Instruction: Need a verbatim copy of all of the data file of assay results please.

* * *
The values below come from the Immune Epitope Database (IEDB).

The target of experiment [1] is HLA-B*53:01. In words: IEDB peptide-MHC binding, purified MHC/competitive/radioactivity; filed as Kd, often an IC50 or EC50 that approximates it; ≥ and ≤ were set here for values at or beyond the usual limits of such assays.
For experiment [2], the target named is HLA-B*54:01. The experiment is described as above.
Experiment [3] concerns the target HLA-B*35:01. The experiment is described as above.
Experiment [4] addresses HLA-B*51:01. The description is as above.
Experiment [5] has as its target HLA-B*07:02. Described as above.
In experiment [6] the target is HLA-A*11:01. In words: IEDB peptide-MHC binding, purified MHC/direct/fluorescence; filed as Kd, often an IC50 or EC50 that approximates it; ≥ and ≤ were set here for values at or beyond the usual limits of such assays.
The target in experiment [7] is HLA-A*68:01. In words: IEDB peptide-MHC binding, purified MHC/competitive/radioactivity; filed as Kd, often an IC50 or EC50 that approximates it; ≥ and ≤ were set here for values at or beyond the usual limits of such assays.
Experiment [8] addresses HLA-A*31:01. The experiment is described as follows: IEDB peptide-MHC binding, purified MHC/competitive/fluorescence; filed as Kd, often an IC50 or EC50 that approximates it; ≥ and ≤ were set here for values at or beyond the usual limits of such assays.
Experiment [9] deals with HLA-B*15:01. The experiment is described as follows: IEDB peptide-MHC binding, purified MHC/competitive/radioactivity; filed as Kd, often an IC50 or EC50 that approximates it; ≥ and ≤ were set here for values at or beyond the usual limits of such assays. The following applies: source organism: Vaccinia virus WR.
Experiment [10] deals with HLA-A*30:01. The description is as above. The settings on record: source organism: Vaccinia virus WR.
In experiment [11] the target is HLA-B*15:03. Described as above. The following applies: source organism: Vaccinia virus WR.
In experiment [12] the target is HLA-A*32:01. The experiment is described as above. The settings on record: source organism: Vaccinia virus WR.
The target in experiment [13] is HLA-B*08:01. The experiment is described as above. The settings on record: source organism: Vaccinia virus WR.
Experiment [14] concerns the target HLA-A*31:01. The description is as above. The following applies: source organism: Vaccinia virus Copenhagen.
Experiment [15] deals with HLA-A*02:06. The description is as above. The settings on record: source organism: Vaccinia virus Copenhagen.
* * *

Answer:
The values below come from the Immune Epitope Database (IEDB).

The target of experiment [1] is HLA-B*53:01. In words: IEDB peptide-MHC binding, purified MHC/competitive/radioactivity; filed as Kd, often an IC50 or EC50 that approximates it; ≥ and ≤ were set here for values at or beyond the usual limits of such assays.
For experiment [2], the target named is HLA-B*54:01. The experiment is described as above.
Experiment [3] concerns the target HLA-B*35:01. The experiment is described as above.
Experiment [4] addresses HLA-B*51:01. The description is as above.
Experiment [5] has as its target HLA-B*07:02. Described as above.
In experiment [6] the target is HLA-A*11:01. In words: IEDB peptide-MHC binding, purified MHC/direct/fluorescence; filed as Kd, often an IC50 or EC50 that approximates it; ≥ and ≤ were set here for values at or beyond the usual limits of such assays.
The target in experiment [7] is HLA-A*68:01. In words: IEDB peptide-MHC binding, purified MHC/competitive/radioactivity; filed as Kd, often an IC50 or EC50 that approximates it; ≥ and ≤ were set here for values at or beyond the usual limits of such assays.
Experiment [8] addresses HLA-A*31:01. The experiment is described as follows: IEDB peptide-MHC binding, purified MHC/competitive/fluorescence; filed as Kd, often an IC50 or EC50 that approximates it; ≥ and ≤ were set here for values at or beyond the usual limits of such assays.
Experiment [9] deals with HLA-B*15:01. The experiment is described as follows: IEDB peptide-MHC binding, purified MHC/competitive/radioactivity; filed as Kd, often an IC50 or EC50 that approximates it; ≥ and ≤ were set here for values at or beyond the usual limits of such assays. The following applies: source organism: Vaccinia virus WR.
Experiment [10] deals with HLA-A*30:01. The description is as above. The settings on record: source organism: Vaccinia virus WR.
In experiment [11] the target is HLA-B*15:03. Described as above. The following applies: source organism: Vaccinia virus WR.
In experiment [12] the target is HLA-A*32:01. The experiment is described as above. The settings on record: source organism: Vaccinia virus WR.
The target in experiment [13] is HLA-B*08:01. The experiment is described as above. The settings on record: source organism: Vaccinia virus WR.
Experiment [14] concerns the target HLA-A*31:01. The description is as above. The following applies: source organism: Vaccinia virus Copenhagen.
Experiment [15] deals with HLA-A*02:06. The description is as above. The settings on record: source organism: Vaccinia virus Copenhagen.